In November 2015, Denmark stepped into the unknown. Beaten by Sweden in a play-off, they had failed to reach the European Championship in France the following summer.
A day later, the Danish national team was plunged into uncertainty when Morten Olson announced that he would be stepping down from his role as head coach.
It was no great surprise. Olson had previously confirmed his intention to leave after Euro 2016, had Denmark qualified, yet it was still a significant moment, bidding farewell to the man who had overseen the national side’s progress for 15 years.
In football management, 15 years is a long time. In international football management, it’s practically unheard of.
However, in the experienced Norwegian Åge Hareide, Denmark were left in capable hands.
The 64-year-old, formerly of Brøndby, Malmö and the Norway national team, has introduced a more direct style of play, one which maximises the creativity of Christian Eriksen, and it seems to have paid off, with Denmark reaching their fifth World Cup (having previously featured in 1986, 1998, 2002 and 2010).
Road to the World Cup
Denmark’s qualifying campaign was a mix of the good, the bad and the ordinary. Having started with a steady but unspectacular 1-0 home victory over Armenia, they fell to a 3-2 in Poland before losing to Montenegro in Copenhagen.
Seven points from their next three games, against Kazakhstan home and away and Romania, sufficiently steadied the ship before smashing Poland 4-0.
It was that victory, against an erstwhile unbeaten Polish side that looked much stronger on paper, that seemed to represent the thrilling realisation of Hareide’s philosophy: quick, progressive attacking and pressing the opponents high up the pitch.
Riskier than the possession-based brand of football espoused by his predecessor, sure, but Denmark were too quick, too organised and too ruthless to allow Poland a sniff, as Thomas Delaney, Andreas Cornelius, Nicolai Jørgensen and Eriksen scored to clinch a momentous win.
From there, Denmark recorded two wins and a draw from their final three games to finish four points clear of third-placed Montenegro and set up a play-off showdown with the Republic of Ireland.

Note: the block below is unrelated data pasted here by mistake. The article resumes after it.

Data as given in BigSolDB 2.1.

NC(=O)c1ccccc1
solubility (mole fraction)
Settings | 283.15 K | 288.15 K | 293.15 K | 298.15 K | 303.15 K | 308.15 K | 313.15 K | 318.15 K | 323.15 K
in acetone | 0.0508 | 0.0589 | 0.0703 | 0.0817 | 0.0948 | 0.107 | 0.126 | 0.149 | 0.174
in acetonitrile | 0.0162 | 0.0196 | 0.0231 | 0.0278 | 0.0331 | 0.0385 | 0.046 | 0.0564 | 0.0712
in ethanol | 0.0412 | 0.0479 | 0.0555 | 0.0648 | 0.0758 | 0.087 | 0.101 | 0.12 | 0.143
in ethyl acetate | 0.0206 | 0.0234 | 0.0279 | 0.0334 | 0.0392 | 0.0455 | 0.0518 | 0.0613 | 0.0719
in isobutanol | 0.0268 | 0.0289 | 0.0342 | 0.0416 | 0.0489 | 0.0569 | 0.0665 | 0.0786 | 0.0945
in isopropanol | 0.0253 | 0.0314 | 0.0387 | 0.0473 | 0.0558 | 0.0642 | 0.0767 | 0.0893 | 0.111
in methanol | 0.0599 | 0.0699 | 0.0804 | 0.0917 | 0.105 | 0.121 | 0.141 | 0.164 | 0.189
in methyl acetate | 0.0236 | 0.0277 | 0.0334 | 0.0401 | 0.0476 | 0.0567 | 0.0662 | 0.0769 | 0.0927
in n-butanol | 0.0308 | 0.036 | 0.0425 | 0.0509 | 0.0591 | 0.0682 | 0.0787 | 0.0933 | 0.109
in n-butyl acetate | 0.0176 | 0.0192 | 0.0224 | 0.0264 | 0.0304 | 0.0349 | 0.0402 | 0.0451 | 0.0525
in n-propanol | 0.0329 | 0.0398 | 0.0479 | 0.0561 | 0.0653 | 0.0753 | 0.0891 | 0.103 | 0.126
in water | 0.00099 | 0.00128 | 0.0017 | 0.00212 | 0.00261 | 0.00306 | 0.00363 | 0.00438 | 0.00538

A tight, defensively minded unit, Ireland were always going to be a tough nut to crack – and they were. Well, at least until the 29th minute of the second leg in Dublin, when, having shut out the Danes, the Irish floodgates opened when Cyrus Christie’s own goal levelled things up after Shane Duffy’s early opener.
Three minutes later, Denmark were ahead through Eriksen, who went on to claim an exquisite hat-trick as the Scandinavians romped to a 5-1 win. For Hareide, who had previously lost out to Czech Republic in the 2006 World Cup play-off with Norway, it was a moment to savour.
They are far from being mentioned in the same breath as Europe’s typical heavyweights but the ease with which they tore through Poland and Ireland should act as a warning not to underestimate Denmark.
Hareide has not been afraid to instigate a radical departure from his predecessor’s tried and tested possession-based model. Although regarded as one of the most important and influential figures in Danish football history, Olsen became somewhat unpopular in the latter stages of his reign for sticking with a system which enabled Denmark to dominate possession.
A lot of the time, though, it lacked purpose. Hareide’s approach, in stark contrast, is refreshingly direct and more aggressive.
In midfield, it’s usually Eriksen with Delaney and Lasse Schöne. Yussuf Poulsen and Uganda-born Pione Sisto are expected to start out wide while Nicklas Bendtner’s injury has promoted Jørgensen to the first-choice striker.
While Denmark will be forced to sit back and try to contain France’s frighteningly talented forward line, they will be expected to control the tempo against Peru and Australia. Those two nations are far from being pushovers, of course, but there is a feeling that Denmark possesses enough technical ability to enjoy the lion’s share of possession while creating enough chances.